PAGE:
In late 2015, documentary filmmaker Greg Barker started an ambitious project. During President Obama’s final year in office, he and a small crew followed the President and his diplomatic team around the world as they attempted to “lock down” the policies and relationships that would secure Obama’s foreign policy legacy, specifically his belief in pursuing diplomatic solutions over large-scale military actions. Barker and his team stopped shooting on Jan. 20, 2017, hours before President Trump’s inauguration.
A year later, Barker’s film “The Final Year” will open in Washington Friday (Jan. 19) at Landmark E Street Cinema.
During this period, Barker and his team shot more than 1,000 hours of intimate footage in the U.S. and 21 foreign countries. They had amazing access to President Obama and the leaders of his diplomatic team, including Secretary of State John Kerry, U.S. Ambassador to the United Nations Samantha Power, National Security Advisor Susan Rice and Deputy National Security Advisor and presidential confidant Ben Rhodes.
This intimate behind-the-scenes access gives the movie its most powerful moments, capturing the human side of people who are usually experienced only in sound bites. It’s great fun to see John Kerry hold up an already frustrated security team when he runs back into the house to retrieve his forgotten cell phone. It’s delightful to see the playful side of the brash Ben Rhodes as he carries his daughter on his shoulders and teaches her to count (she has some trouble getting beyond 10). It’s heart-warming and a little heart-rending to watch President Obama warmly engage with leaders and ordinary people as he travels across the country and around the world.
Perhaps most enjoyably, it’s fascinating to see the dazzling Samantha Powers in action, wielding both her amazing intellect and deep compassion. It’s charming to watch her don virtual reality goggles to experience life in a refugee camp and then encourage fellow U.N. diplomats to do the same, heart-rending to watch her meet with women whose daughters have been kidnapped by Boko Haram and delightful to watch her negotiate with her son over a donut and a half-finished homework assignment.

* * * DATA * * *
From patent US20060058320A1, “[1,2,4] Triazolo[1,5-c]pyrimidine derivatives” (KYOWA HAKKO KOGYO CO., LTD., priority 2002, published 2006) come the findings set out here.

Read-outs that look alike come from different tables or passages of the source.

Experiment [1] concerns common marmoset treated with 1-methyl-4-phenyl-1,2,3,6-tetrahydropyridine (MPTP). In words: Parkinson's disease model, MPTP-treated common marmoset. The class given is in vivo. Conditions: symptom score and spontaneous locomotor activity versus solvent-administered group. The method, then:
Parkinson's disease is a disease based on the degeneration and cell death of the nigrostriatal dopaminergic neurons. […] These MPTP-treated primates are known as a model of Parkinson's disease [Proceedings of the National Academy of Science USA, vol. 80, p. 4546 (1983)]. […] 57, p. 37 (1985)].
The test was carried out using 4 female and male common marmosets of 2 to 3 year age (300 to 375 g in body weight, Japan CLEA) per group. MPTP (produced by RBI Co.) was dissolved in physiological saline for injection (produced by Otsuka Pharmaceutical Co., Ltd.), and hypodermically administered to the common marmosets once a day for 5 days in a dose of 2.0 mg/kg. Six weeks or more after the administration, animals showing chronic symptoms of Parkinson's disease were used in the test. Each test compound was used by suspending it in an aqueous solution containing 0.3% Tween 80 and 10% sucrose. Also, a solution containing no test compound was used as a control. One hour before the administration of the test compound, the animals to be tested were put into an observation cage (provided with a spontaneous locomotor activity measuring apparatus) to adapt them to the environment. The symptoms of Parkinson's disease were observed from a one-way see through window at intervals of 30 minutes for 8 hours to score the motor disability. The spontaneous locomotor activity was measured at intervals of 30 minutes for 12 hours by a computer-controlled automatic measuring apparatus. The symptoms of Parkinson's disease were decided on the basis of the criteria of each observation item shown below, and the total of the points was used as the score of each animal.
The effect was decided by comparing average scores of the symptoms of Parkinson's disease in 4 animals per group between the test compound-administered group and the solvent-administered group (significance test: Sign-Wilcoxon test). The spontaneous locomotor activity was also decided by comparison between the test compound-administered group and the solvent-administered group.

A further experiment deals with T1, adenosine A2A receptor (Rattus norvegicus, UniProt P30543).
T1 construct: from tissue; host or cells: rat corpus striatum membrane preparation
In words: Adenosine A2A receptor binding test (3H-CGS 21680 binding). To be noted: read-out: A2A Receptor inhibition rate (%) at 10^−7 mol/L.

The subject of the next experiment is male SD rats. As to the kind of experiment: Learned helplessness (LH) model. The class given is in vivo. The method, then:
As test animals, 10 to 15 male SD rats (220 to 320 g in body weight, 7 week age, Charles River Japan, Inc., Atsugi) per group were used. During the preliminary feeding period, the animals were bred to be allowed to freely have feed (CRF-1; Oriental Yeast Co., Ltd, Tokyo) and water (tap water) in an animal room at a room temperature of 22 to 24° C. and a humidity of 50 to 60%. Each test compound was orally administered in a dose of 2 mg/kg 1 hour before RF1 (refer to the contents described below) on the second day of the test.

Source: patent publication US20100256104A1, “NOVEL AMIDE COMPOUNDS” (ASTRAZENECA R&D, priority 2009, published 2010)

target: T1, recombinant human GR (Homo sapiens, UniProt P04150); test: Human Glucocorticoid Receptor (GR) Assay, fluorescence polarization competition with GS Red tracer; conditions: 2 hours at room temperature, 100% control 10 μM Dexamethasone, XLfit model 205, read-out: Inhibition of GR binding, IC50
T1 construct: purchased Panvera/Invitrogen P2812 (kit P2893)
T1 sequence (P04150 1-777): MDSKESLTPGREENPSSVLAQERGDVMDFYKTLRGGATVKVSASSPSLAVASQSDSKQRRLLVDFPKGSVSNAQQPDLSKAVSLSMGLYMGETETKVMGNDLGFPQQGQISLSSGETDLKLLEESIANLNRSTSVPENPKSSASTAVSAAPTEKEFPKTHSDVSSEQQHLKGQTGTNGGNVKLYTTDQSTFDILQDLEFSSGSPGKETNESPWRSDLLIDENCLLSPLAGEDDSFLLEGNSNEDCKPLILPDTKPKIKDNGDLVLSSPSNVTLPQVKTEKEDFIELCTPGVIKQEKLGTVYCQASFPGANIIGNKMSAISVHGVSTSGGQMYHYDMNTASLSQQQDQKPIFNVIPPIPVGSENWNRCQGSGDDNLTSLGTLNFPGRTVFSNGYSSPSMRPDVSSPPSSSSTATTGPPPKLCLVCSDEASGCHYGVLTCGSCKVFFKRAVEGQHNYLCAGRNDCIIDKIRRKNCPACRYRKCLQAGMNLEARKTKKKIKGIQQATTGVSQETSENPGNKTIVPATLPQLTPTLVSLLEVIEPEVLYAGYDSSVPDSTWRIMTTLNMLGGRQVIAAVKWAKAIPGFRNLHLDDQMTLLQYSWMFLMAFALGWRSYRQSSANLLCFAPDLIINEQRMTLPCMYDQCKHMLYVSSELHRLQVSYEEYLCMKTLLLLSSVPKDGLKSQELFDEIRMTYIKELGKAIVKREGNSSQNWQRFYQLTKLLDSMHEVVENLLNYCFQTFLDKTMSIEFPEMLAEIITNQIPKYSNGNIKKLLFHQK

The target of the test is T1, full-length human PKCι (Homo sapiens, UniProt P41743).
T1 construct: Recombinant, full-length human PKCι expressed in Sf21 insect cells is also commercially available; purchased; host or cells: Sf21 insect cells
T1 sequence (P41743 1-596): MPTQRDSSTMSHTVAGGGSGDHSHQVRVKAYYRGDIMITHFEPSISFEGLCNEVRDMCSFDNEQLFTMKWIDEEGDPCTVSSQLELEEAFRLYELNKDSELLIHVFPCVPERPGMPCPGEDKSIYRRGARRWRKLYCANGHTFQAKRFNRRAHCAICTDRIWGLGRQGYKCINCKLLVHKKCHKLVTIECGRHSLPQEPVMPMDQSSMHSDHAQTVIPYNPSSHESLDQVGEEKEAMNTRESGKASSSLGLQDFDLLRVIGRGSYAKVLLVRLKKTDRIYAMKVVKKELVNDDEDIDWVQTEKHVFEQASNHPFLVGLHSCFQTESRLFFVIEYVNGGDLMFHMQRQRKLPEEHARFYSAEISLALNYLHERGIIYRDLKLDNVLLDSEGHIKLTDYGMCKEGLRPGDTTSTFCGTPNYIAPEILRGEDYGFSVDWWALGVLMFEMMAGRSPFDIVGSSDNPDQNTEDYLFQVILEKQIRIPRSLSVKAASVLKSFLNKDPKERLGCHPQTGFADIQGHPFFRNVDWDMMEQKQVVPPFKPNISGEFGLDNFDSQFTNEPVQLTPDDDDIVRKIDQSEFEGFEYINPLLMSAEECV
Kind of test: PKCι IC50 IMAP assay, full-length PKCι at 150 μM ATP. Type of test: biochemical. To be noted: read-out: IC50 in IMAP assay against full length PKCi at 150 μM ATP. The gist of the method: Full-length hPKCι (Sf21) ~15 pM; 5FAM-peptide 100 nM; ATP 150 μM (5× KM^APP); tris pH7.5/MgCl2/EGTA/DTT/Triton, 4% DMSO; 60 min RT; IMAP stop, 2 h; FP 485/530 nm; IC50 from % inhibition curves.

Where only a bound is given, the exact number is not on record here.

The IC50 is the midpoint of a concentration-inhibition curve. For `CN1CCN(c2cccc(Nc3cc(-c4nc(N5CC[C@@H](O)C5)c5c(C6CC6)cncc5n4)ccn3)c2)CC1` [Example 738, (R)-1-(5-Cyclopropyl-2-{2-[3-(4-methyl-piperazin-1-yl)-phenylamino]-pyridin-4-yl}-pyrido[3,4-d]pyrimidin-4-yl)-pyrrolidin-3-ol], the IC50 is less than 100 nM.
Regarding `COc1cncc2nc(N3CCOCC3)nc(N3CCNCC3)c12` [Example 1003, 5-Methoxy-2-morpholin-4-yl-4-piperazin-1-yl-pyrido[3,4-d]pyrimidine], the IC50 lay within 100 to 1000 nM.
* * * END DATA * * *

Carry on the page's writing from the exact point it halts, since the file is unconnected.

While these vignettes are fascinating, “The Final Year” lacks framework and context. The fly-on-the-wall perspective offers incredible details, but not the big picture. For example, everyone brags about Obama’s considerable foreign policy accomplishments (Cuba, the Paris Climate Accord, the Iran nuclear agreement), but Barker never explains what they were and they get no screen time. Instead, there’s lot of footage about the frustrating lack of success in Syria, but it’s also hard to follow that thread without some explanation.
It also doesn’t examine Obama’s second-term foreign policy in the light of international strategies pursued by previous administrations or even in the light of Hilary Clinton’s work as Secretary of State during his first term.
The film’s focus on the Obama team’s attempt to “lock down” his diplomatic strategy is also somewhat unclear. What is the Obama Doctrine they are trying to lock down?
Were Obama (and Barker) expecting Hilary Clinton to change Obama’s policies if she were elected? And how did things change in the wake of Trump’s electoral victory?
Finally, the dizzying travel schedules gets confusing. It is sometimes hard to keep track of where everyone is and there’s no sense of how these globetrotters coordinate their philosophies and activities. For example, Rhodes and Power have very different approaches to diplomacy (and life in general), but we never see them discuss these directly and we never see how Kerry and Obama meditate their approaches,
Despite these significant weaknesses and lost opportunities, “The Final Year” does offer supporters of the former President the opportunity to see excerpts from some of his finest orations including his magnificent speech at Hiroshima, his farewell address to the U.N. and his stirring speech in Greece during his final state visit. Without directly addressing the topic, the movie also confirms the difficulty in “locking down” President Obama’s foreign policy legacy.